For this entry of our saga, I decided to concentrate on two exercises for Chapter 16: "1. Start collecting evidence that your phone is bugged" and "4. Try living the whole week with the program, 'Everybody likes me and tries to help me achieve all of my goals."
The first exercise, a bit anachronistic given the shift in technology, seems to assume that the reader's landline might be tapped by a government agency.
But in fact I've shifted largely to using a cell phone, just like most people -- and there are ways to bug cell phones, too.
A WikiHow article, "How to Tell if Your Phone is Tapped," lists four ways that your phone is tapped. I recently had to replace my cell phone because it was getting too slow, and if I were paranoid, I could certainly find some of the symptoms that are listed. (I've long wondered why some of the settings in my phone sometimes will change, without my changing them).
I probably ought to beef up the antivirus software on my phone, as the article and other articles note that wiretapping from the government is not the only threat; bad criminal actors likely are trying to put malware on my phone.
But I admit that many of the symptoms listed in the article don't show up on my phone yet, perhaps because it is a new phone. But again, if I want to be paranoid, I certainly can think of reasons why someone might tap the phone. Because the government is suspicious of some of the people I talk to as a reporter? Because this blog puts me in touch with weirdoes?
I am certainly not an expert on cell phone security, not do I spend hours worrying about the matter, so it is certainly likely that there are bad actors our there, smarter than I am, who have an interest in getting into my phone. I certainly recognize that some of the emails I get are phishing scams, but there are likely threats that I don't recognize.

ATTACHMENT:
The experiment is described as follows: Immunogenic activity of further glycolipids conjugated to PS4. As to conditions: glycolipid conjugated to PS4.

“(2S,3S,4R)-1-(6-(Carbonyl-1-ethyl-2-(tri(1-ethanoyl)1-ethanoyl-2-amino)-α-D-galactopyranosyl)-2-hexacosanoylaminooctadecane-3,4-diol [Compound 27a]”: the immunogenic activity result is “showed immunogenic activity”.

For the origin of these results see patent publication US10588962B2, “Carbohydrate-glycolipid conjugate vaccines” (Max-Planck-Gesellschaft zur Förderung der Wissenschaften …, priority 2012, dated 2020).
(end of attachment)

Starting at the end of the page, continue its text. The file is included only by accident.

There are ways to "bug" a cell phone or at least get information from it that did not apply in the landline days. Many police agencies, if they have confiscated a cell phone, know how to break into it and examine the contents. And if you are accused of a serious crime, a police agency is likely to trace if you were in the vicinity, using your cell phone to track you movements. I suppose I would know if someone had my cell phone in their possession, but how I would I know if a government agency is tracking where I go?
I only remembered to do the other exercise, "Try living the whole week with the program, 'Everybody likes me and tries to help me achieve all of my goals," a couple of days ago, so I need to keep working on it a few more days.
But I did try to concentrate on it during the weekend, bringing it to my attention several times a day, and it is true that in my interactions with people, both face to face and on the phone and on the internet, the vast majority of the people I deal with seem to be helpful.
And generally when I reach out to people, for my job or for some other reason, people try to be helpful. And thinking about people that way seems to make me feel more positive and happier. I will try to work on the exercise for a few more days.